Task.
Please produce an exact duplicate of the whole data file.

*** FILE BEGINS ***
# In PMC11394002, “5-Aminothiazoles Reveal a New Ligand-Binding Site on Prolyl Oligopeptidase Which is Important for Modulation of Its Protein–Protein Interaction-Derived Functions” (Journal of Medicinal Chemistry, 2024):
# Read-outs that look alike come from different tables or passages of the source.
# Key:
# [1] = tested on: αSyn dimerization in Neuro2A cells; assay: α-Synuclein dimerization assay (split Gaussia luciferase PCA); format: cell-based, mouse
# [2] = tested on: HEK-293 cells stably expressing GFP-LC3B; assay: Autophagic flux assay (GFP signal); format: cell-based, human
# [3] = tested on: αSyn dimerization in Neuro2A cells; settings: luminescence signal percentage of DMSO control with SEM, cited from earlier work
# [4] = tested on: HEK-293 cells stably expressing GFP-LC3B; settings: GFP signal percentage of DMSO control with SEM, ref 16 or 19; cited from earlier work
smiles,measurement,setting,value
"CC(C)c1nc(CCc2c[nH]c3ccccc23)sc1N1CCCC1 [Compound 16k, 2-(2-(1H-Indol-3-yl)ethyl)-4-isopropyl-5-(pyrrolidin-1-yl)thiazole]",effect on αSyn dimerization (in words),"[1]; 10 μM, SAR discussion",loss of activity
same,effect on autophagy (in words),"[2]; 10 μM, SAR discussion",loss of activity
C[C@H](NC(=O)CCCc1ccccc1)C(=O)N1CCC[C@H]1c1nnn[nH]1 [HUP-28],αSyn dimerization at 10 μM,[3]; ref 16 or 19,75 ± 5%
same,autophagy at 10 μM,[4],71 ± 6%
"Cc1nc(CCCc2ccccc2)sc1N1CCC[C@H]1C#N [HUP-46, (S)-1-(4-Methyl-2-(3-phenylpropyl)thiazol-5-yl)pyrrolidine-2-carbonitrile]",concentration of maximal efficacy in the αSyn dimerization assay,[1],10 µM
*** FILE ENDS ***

# In PMC11394002, “5-Aminothiazoles Reveal a New Ligand-Binding Site on Prolyl Oligopeptidase Which is Important for Modulation of Its Protein–Protein Interaction-Derived Functions” (Journal of Medicinal Chemistry, 2024):
# Read-outs that look alike come from different tables or passages of the source.
# Key:
# [1] = tested on: αSyn dimerization in Neuro2A cells; assay: α-Synuclein dimerization assay (split Gaussia luciferase PCA); format: cell-based, mouse
# [2] = tested on: HEK-293 cells stably expressing GFP-LC3B; assay: Autophagic flux assay (GFP signal); format: cell-based, human
# [3] = tested on: αSyn dimerization in Neuro2A cells; settings: luminescence signal percentage of DMSO control with SEM, cited from earlier work
# [4] = tested on: HEK-293 cells stably expressing GFP-LC3B; settings: GFP signal percentage of DMSO control with SEM, ref 16 or 19; cited from earlier work
smiles,measurement,setting,value
"CC(C)c1nc(CCc2c[nH]c3ccccc23)sc1N1CCCC1 [Compound 16k, 2-(2-(1H-Indol-3-yl)ethyl)-4-isopropyl-5-(pyrrolidin-1-yl)thiazole]",effect on αSyn dimerization (in words),"[1]; 10 μM, SAR discussion",loss of activity
same,effect on autophagy (in words),"[2]; 10 μM, SAR discussion",loss of activity
C[C@H](NC(=O)CCCc1ccccc1)C(=O)N1CCC[C@H]1c1nnn[nH]1 [HUP-28],αSyn dimerization at 10 μM,[3]; ref 16 or 19,75 ± 5%
same,autophagy at 10 μM,[4],71 ± 6%
"Cc1nc(CCCc2ccccc2)sc1N1CCC[C@H]1C#N [HUP-46, (S)-1-(4-Methyl-2-(3-phenylpropyl)thiazol-5-yl)pyrrolidine-2-carbonitrile]",concentration of maximal efficacy in the αSyn dimerization assay,[1],10 µM